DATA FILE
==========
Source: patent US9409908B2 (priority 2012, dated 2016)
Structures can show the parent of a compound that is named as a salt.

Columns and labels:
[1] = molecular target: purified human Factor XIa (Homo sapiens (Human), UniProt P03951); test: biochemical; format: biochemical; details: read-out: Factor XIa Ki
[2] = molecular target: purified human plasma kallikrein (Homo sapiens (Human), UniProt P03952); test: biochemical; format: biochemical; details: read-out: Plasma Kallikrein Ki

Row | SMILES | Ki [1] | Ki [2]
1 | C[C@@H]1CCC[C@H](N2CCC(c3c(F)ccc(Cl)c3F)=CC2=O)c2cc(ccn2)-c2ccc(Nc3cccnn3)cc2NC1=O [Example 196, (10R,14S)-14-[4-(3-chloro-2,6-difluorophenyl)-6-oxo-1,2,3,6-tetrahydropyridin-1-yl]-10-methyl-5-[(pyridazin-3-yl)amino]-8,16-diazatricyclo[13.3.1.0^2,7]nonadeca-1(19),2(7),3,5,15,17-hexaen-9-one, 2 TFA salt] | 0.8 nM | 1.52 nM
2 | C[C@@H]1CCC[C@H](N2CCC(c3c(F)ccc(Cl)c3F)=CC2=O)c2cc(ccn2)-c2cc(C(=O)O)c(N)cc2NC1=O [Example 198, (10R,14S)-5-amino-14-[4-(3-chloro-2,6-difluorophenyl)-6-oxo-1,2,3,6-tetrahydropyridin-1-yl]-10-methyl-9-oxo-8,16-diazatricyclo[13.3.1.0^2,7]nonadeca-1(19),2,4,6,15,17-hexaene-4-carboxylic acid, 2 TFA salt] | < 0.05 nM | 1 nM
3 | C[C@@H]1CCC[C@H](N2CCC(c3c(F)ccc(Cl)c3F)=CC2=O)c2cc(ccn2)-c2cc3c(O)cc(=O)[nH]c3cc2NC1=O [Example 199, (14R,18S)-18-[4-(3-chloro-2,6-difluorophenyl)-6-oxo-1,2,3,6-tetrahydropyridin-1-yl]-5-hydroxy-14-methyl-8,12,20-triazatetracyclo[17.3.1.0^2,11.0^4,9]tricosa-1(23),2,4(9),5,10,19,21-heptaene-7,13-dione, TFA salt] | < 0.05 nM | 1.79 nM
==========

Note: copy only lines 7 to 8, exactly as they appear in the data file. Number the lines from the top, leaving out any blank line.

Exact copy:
1 | C[C@@H]1CCC[C@H](N2CCC(c3c(F)ccc(Cl)c3F)=CC2=O)c2cc(ccn2)-c2ccc(Nc3cccnn3)cc2NC1=O [Example 196, (10R,14S)-14-[4-(3-chloro-2,6-difluorophenyl)-6-oxo-1,2,3,6-tetrahydropyridin-1-yl]-10-methyl-5-[(pyridazin-3-yl)amino]-8,16-diazatricyclo[13.3.1.0^2,7]nonadeca-1(19),2(7),3,5,15,17-hexaen-9-one, 2 TFA salt] | 0.8 nM | 1.52 nM
2 | C[C@@H]1CCC[C@H](N2CCC(c3c(F)ccc(Cl)c3F)=CC2=O)c2cc(ccn2)-c2cc(C(=O)O)c(N)cc2NC1=O [Example 198, (10R,14S)-5-amino-14-[4-(3-chloro-2,6-difluorophenyl)-6-oxo-1,2,3,6-tetrahydropyridin-1-yl]-10-methyl-9-oxo-8,16-diazatricyclo[13.3.1.0^2,7]nonadeca-1(19),2,4,6,15,17-hexaene-4-carboxylic acid, 2 TFA salt] | < 0.05 nM | 1 nM